Direct parental (DIPA) CRISPR is a simple and accessible method for insect gene editing where Cas9 ribonucleoproteins are directly injected into adult females. Japanese and Spanish scientists collaborated to develop the new method to successfully establish gene knockouts and knockins in cockroaches and red flour beetles where conventional embryo microinjection cannot be applied. The new method cannot, however, be applied in all insects, including fruit flies.
Although genome editing holds unprecedented promise in the treatment of diseases, one of the major obstacles is that existing technologies frequently result in unwanted mutations or can fail to introduce any changes at all. Now, a new resource called Repair-seq has been developed, and it allows scientists to investigate how the complex cellular DNA repair mechanisms influence the outcome of genome editing technologies.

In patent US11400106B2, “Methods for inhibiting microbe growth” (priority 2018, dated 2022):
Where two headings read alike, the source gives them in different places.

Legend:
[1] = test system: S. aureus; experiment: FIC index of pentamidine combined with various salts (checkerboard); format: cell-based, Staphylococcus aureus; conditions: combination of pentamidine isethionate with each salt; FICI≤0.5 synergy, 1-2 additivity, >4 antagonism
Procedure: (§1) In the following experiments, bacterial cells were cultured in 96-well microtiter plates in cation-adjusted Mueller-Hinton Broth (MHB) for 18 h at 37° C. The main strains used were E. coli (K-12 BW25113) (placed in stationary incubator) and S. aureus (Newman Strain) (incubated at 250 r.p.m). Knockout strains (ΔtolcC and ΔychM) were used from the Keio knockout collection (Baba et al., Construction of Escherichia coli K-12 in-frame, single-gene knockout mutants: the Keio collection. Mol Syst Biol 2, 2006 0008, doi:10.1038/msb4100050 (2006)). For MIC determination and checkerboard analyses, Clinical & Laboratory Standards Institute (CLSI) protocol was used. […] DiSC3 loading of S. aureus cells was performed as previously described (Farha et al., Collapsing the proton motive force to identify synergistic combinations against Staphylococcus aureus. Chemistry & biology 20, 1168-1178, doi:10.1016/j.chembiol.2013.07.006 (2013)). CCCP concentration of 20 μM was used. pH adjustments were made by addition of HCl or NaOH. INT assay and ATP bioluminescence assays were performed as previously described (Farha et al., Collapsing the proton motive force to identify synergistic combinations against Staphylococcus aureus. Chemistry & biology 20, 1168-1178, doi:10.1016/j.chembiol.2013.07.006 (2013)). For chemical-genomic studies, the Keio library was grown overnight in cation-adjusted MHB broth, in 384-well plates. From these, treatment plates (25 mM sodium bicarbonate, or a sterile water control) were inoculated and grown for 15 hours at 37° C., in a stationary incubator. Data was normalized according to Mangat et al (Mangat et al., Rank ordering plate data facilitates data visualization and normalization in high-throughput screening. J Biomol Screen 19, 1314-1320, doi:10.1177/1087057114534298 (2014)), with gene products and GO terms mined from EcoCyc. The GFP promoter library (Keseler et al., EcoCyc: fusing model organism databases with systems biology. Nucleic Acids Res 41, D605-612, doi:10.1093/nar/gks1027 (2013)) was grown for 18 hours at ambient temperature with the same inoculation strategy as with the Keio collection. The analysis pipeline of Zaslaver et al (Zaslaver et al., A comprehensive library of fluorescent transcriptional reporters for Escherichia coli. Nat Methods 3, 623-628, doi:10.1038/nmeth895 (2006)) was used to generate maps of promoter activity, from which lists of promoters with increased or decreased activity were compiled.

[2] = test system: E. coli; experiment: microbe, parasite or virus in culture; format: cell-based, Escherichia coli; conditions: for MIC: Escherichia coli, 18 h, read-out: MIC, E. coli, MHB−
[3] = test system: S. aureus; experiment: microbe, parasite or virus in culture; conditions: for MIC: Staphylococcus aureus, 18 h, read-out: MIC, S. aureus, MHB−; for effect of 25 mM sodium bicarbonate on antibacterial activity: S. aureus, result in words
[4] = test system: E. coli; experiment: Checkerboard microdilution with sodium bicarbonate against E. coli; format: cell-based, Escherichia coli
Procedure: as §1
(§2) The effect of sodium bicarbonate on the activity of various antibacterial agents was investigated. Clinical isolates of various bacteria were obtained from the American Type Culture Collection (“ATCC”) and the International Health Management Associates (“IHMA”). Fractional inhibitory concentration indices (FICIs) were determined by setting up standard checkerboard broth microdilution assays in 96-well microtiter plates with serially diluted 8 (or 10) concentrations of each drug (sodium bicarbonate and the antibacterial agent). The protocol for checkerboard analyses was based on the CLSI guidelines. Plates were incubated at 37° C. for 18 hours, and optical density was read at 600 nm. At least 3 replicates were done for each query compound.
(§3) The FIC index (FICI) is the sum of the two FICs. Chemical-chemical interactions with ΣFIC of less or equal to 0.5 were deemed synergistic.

Scientists at Israel’s Agricultural Research Organization (ARO), Volcani Center in Rishon Lezion, have used CRISPR-Cas9 genome editing tools to introduce indel mutations in a membrane transport protein, slc45a2, to create a new stable strain of tilapia that does not develop suspicious red and black blotches on their skin and instead acquires appealing, uniform, red skins that drive up their market price. These findings demonstrate genome editing is useful for the generation of improved and traceable phenocopies of commercially popular and profitable traits that do not require large-scale genetic manipulations that generate new phenotypes but subtle genetic changes.
Researchers at CRISPR Therapeutics compare three homology-independent off-target assessment methods– GUIDE-seq, CIRCLE-seq and SITE-seq–and infer all three methods are competent means of nominating off-target sites, validating CRISPR-Cas9 as a platform for the development of clinical therapeutics.